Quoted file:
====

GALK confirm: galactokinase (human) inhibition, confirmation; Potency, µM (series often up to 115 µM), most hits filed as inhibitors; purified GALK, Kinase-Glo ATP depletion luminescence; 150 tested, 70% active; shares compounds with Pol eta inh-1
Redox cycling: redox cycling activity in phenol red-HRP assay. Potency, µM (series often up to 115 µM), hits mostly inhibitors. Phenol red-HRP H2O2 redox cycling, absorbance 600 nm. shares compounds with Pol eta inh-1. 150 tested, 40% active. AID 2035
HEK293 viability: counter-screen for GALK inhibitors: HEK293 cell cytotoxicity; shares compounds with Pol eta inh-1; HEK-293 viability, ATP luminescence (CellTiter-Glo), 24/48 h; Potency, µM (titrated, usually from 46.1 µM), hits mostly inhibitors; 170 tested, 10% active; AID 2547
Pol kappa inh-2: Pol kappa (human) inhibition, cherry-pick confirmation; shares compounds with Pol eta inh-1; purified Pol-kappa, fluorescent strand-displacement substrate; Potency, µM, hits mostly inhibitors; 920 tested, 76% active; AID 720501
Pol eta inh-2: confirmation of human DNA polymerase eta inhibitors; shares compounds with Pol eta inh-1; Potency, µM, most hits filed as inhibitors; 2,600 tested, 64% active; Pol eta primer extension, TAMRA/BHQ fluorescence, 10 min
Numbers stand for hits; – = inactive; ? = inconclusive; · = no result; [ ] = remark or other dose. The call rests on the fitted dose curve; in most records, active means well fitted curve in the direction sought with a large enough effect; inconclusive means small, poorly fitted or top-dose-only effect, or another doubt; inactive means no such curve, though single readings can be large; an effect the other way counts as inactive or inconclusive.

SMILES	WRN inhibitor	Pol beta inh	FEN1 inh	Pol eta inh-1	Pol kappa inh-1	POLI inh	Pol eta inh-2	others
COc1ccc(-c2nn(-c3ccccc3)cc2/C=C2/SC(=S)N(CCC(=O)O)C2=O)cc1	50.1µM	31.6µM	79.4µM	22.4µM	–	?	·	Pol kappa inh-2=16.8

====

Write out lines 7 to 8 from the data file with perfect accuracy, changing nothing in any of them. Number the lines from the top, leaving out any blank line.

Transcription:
SMILES	WRN inhibitor	Pol beta inh	FEN1 inh	Pol eta inh-1	Pol kappa inh-1	POLI inh	Pol eta inh-2	others
COc1ccc(-c2nn(-c3ccccc3)cc2/C=C2/SC(=S)N(CCC(=O)O)C2=O)cc1	50.1µM	31.6µM	79.4µM	22.4µM	–	?	·	Pol kappa inh-2=16.8